SIMON LYMBERY AGAINST THE DOMINION POST AND STUFF

Case Number: 2636

Council Meeting: DECEMBER 2017

Verdict: Not Upheld

Publication: The Dominion Post

Ruling Categories: Accuracy
Balance, Lack Of
Bias
Headlines and Captions
Misrepresentation, Deception or Subterfuge
Photographs
Sensationalism
Unfair Coverage

Overview

1. Simon Lymbery and Mike Loder have separately complained about a story published inThe Dominion Post and on the Stuff website on October 9 that highlighted the fact firearms were to be sold at a weekend militaria auction held at a Wellington school. Mr Loder also complained about a public opinion survey that appeared on the website. The complaints are not upheld.

The Article

2. The newspaper reported that an “arsenal of weapons, including semi-automatic machine guns” would be on sale at St Patricks College, Kilbirnie, that weekend. The college rector said militaria auctions had been held there for 25 years without an incident or an outcry from parents. Police would be present and it was in school holidays.

3. The story contained criticism from a member of Peace Action Wellington that the auction in a community venue could encourage the view that military weapons were an everyday, acceptable part of modern life. It also contained a defence of the event from the Council of Licensed Firearms Owners.

The Complaint

4. Mr Lymbery considers the story, originally headed “Las Vegas shooter-style assault weapons to go on sale at Wellington school”, was in poor taste, intentionally misleading and put the financial and physical welfare of law-abiding people at risk. He believes the article was not accurate, fair or balanced.

5. Words such as “arsenal” and “high-powered weapons” and “assault rifle” were misleading in his view as all firearms sold to collectors have to be rendered inoperable. The headline reference to the Las Vegas shooting was fear-mongering. The precise make and models of weapons used in that tragedy had not been released.

6. Failure to mention the event’s entry requirements implied anyone could walk in and buy a military firearm. The article did nothing to remind people the event was legal, safe and commonplace, and that of the thousands of items on sale only a few were firearms.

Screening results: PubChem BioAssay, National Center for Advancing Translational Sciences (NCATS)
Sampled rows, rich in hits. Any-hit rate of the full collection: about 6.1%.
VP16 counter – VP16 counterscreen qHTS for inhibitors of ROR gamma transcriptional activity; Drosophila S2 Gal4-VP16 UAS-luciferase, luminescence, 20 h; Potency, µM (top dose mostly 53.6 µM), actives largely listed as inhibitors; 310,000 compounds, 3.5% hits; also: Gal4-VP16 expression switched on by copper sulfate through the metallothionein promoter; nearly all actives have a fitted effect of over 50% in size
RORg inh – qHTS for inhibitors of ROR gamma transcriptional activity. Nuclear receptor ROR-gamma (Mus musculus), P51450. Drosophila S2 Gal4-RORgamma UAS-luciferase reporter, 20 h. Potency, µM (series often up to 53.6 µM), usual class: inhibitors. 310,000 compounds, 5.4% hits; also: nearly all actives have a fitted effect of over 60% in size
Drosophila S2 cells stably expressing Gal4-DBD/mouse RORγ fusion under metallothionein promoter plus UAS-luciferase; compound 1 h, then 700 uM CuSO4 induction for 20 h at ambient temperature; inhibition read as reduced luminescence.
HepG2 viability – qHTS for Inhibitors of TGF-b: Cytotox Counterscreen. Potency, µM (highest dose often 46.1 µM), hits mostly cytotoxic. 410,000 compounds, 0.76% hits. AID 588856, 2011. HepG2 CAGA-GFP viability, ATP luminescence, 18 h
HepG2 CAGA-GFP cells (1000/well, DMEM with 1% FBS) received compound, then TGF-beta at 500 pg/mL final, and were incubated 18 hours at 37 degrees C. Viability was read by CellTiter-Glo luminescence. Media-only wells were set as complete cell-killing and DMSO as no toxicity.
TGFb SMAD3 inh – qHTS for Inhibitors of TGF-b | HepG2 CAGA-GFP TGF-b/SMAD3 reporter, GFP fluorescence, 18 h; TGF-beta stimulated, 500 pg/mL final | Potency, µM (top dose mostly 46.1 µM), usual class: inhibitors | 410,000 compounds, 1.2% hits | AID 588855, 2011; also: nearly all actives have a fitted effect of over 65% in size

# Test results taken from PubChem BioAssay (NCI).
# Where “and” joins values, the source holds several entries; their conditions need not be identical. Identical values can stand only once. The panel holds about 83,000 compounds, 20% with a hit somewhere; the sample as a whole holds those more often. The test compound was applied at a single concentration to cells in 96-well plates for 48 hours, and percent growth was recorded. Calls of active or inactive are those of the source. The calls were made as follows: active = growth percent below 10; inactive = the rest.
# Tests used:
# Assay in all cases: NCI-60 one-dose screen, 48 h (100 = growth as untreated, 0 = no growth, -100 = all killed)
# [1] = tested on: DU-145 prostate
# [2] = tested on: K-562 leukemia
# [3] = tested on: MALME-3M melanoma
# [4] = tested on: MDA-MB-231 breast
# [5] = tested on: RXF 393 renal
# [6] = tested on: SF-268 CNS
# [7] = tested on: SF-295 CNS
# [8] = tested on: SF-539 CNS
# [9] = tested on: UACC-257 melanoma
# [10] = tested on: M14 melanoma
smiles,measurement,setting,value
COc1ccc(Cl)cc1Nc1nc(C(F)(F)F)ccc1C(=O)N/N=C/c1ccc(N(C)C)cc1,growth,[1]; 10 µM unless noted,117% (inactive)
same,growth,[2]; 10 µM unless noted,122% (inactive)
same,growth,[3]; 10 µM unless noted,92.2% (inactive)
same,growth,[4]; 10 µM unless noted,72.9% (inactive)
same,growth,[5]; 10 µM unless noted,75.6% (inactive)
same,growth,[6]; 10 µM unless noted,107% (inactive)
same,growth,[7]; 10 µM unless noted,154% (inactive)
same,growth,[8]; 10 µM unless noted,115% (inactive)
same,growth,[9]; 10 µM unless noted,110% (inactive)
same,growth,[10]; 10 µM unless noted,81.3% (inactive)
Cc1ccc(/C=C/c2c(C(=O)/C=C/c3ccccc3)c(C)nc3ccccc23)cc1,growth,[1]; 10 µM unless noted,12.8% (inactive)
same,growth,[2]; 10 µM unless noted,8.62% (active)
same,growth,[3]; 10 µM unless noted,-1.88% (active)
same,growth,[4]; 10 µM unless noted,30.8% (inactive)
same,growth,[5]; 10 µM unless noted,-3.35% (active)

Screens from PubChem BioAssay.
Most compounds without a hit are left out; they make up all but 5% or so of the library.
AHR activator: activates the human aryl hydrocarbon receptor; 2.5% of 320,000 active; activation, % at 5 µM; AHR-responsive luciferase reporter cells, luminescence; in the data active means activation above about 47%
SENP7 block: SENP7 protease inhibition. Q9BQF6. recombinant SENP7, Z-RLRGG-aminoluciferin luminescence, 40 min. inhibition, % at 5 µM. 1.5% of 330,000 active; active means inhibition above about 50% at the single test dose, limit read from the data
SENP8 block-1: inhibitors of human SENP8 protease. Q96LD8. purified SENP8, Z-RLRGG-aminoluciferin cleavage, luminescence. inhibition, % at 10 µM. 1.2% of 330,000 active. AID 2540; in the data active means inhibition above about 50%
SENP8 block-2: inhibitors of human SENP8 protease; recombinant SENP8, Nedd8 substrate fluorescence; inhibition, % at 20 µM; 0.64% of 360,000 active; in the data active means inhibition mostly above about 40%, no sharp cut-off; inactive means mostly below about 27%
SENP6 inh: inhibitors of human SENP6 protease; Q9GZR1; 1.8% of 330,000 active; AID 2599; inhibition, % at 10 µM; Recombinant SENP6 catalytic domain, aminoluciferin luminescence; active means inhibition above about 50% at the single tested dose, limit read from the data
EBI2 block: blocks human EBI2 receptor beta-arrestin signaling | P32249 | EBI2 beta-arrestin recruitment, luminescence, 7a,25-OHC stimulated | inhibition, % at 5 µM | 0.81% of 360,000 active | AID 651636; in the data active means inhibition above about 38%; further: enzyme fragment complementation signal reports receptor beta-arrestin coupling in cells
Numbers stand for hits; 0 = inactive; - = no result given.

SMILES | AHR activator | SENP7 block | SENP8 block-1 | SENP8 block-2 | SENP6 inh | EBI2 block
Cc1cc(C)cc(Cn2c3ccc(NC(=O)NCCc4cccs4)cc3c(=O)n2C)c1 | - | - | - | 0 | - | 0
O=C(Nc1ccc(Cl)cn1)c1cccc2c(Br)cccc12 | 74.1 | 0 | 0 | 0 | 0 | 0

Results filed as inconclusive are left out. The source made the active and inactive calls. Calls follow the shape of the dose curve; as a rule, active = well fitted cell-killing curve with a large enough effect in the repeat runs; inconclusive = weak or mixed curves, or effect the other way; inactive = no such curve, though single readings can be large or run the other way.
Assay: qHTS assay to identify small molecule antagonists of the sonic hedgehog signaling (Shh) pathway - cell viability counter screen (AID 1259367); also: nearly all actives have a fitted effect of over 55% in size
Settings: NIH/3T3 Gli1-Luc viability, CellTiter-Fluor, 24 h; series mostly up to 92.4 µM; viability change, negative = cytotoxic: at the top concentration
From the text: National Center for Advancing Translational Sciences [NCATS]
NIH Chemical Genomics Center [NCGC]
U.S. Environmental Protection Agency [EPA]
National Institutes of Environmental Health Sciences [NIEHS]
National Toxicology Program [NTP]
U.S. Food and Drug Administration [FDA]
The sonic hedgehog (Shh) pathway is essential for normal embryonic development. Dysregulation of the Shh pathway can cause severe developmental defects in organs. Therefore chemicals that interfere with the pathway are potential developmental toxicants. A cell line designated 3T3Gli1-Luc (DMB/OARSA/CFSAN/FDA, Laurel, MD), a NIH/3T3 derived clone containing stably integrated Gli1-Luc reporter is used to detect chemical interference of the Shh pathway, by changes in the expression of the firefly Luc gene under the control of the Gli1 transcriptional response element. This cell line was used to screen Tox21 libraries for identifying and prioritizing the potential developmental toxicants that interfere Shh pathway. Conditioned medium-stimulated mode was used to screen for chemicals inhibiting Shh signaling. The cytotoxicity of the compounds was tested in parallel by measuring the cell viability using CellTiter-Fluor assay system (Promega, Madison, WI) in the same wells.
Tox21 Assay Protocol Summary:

7. The story was illustrated with stock images, not items in the auction, and this was not clearly indicated. A photo of an armed police officer bore no relation to the event. Mr Loder complained about a photo of an AK47 held by a terrorist, saying this was not a fair representation of a tightly controlled auction.

8. Publication of the story led to an undue public outcry, putting the welfare of attendees at risk and resulting in the event being postponed, costing the venue valued revenue and wasting the money of those travelling to the event.

9. Mr Loder’s complaint alluded to most of those points and also objected to an online survey that appeared on the Stuff site, asking, “Which is more dangerous? Guns. People.” The word “guns” was accompanied by an emoji of an angry face, the word “people” with a sad face. Nevertheless, the vote was "ten to one in favour of sanity”, Mr Loder says. “So the paper pulled the poll. Didn’t suit the agenda.”

The Response

10. Fairfax Media’s Chief News Director for Wellington, Eric Janssen, said the story was prompted by approaches from concerned people. He did not know why they were concerned now rather than previously in the event’s 25 years, but thought it possible recent mass shootings in the world had heightened awareness of firearms in the community. The people were particularly concerned the auction was being held at a school.

11. The organisers declined to comment or engage with reporters for the story, When the Vice-Chairman of the Council of Licensed Firearms Owners contacted Fairfax after the initial publication, the headline was changed online to, “Deactivated firearms to go on sale at Wellington school”.

12. On the accuracy of terms used in the story and original headline, Mr Janssen, says the Las Vegas killer had an AR15 rifle and there was at least one of those in the auction. It may be that deactivated firearms are not “weapons” in the view of gun aficionados but the general public, for whom Stuff and the Dominion Post write, would absolutely classify them as such.